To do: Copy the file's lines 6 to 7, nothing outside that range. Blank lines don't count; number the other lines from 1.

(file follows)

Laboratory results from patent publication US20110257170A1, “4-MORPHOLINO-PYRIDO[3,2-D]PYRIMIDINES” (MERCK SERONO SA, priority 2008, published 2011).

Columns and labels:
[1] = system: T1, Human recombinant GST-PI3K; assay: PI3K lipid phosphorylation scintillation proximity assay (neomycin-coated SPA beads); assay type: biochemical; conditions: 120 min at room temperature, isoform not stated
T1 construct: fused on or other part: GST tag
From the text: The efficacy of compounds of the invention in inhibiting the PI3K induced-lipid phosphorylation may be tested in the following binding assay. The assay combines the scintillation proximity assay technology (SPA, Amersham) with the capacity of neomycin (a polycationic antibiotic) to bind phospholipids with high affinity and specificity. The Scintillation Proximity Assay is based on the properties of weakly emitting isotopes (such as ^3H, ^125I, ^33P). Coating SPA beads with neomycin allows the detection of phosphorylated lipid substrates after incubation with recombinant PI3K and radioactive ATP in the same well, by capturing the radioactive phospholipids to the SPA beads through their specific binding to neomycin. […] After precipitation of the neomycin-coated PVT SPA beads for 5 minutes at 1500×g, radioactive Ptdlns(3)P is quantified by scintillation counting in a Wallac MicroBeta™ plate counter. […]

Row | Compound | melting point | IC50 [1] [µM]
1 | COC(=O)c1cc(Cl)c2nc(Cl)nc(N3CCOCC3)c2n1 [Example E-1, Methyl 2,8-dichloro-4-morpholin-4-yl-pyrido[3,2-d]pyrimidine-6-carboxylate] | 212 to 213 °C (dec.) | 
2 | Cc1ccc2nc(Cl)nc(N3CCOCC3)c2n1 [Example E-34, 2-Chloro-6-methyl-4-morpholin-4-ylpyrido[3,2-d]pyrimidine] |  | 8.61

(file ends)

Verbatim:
Row | Compound | melting point | IC50 [1] [µM]
1 | COC(=O)c1cc(Cl)c2nc(Cl)nc(N3CCOCC3)c2n1 [Example E-1, Methyl 2,8-dichloro-4-morpholin-4-yl-pyrido[3,2-d]pyrimidine-6-carboxylate] | 212 to 213 °C (dec.) | 